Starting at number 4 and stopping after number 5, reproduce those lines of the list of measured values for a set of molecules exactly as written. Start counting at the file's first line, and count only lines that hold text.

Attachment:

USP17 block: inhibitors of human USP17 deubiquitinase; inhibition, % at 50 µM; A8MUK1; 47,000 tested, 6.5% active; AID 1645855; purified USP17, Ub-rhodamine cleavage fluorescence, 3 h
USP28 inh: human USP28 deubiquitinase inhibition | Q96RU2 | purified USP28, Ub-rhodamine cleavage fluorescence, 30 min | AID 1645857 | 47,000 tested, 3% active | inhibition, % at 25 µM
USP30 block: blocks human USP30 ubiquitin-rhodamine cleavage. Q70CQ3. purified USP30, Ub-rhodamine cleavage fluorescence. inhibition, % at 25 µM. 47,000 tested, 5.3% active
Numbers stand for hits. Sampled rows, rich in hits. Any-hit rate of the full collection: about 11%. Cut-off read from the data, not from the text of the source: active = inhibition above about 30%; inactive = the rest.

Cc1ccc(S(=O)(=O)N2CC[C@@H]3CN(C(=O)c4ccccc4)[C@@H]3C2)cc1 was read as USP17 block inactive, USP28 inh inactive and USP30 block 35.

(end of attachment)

Numbers stand for hits. Sampled rows, rich in hits. Any-hit rate of the full collection: about 11%. Cut-off read from the data, not from the text of the source: active = inhibition above about 30%; inactive = the rest.

Cc1ccc(S(=O)(=O)N2CC[C@@H]3CN(C(=O)c4ccccc4)[C@@H]3C2)cc1 was read as USP17 block inactive, USP28 inh inactive and USP30 block 35.